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Has exchange rate pass-through really declined? Evidence from Canada

  • Bouakez, Hafedh
  • Rebei, Nooman

Several empirical studies suggest that exchange rate pass-through has declined in recent years among industrialized countries. Results for Canada also indicate that import and consumer prices have become less responsive to exchange-rate movements in the 1990s. These findings are based on reduced-form regressions that are typically motivated by partial-equilibrium models of pricing. This paper uses instead a structural, general-equilibrium approach to test the premise that exchange rate pass-through has decreased in Canada. Our approach consists in estimating a dynamic stochastic general-equilibrium model for Canada over two sub-samples, which cover the periods before and after the adoption of inflation targeting by the Bank of Canada. We then use impulse-response analysis to assess the stability of exchange rate pass-through across the two sub-samples. Our results indicate that pass-through to Canadian import prices has been rather stable, while pass-through to Canadian consumer prices has declined in recent years. Counterfactual experiments reveal that the change in monetary policy regime is largely responsible for this decline.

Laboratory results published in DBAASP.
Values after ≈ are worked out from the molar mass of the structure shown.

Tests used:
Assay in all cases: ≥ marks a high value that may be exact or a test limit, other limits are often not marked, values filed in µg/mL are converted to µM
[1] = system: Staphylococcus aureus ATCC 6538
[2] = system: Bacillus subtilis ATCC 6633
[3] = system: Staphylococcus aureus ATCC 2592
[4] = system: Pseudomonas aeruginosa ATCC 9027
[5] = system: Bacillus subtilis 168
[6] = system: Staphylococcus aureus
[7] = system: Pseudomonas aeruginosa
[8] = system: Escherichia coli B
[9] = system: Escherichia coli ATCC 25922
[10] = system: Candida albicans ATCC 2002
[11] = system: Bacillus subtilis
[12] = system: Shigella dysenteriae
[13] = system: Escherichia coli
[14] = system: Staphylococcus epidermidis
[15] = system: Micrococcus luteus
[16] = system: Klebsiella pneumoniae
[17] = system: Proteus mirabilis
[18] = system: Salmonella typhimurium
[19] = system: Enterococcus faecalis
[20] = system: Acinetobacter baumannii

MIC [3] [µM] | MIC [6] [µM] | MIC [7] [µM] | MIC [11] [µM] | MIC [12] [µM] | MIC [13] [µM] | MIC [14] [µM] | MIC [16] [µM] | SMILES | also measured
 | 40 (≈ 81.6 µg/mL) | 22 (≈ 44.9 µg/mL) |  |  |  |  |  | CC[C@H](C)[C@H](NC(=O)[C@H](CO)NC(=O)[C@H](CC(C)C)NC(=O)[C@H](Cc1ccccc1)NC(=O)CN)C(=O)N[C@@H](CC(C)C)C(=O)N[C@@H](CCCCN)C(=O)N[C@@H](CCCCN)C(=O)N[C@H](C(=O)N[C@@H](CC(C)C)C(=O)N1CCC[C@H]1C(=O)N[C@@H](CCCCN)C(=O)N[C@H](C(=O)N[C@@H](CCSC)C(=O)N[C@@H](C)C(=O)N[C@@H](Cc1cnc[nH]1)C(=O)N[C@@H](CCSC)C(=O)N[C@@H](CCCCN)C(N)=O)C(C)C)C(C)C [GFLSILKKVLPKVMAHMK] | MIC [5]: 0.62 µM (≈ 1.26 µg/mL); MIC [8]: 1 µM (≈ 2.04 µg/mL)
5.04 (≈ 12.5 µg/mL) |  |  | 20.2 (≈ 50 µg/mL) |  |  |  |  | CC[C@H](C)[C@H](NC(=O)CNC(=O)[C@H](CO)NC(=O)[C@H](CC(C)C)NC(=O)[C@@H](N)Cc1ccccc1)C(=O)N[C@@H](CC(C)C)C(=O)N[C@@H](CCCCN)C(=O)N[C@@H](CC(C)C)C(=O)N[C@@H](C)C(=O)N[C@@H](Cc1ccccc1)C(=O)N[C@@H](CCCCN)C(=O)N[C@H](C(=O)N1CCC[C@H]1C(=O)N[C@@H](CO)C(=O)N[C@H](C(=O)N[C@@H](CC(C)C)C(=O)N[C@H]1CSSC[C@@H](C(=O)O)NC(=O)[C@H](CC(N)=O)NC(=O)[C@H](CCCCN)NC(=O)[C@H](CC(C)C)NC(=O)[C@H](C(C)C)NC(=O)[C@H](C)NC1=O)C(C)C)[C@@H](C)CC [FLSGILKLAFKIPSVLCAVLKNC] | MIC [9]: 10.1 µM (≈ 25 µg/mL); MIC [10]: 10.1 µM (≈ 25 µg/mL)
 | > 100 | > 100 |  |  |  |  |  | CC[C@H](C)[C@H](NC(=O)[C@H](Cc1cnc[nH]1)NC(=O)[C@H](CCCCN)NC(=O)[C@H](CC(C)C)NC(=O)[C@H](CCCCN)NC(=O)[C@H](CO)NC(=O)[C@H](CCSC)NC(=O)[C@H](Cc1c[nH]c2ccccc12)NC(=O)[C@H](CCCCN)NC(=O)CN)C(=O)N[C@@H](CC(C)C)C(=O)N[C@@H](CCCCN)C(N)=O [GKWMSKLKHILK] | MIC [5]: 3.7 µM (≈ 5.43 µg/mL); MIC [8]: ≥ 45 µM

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Article provided by Elsevier in its journal Journal of International Economics.

Volume (Year): 75 (2008)
Issue (Month): 2 (July)
Pages: 249-267

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Handle: RePEc:eee:inecon:v:75:y:2008:i:2:p:249-267
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  1. Steve Ambler & Ali Dib & Nooman Rebei, 2004. "Optimal Taylor Rules in an Estimated Model of a Small Open Economy," Staff Working Papers 04-36, Bank of Canada.
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  3. Jose Manuel Campa & Linda S. Goldberg, 2002. "Exchange rate pass-through into import prices: a macro or micro phenomenon?," Staff Reports 149, Federal Reserve Bank of New York.
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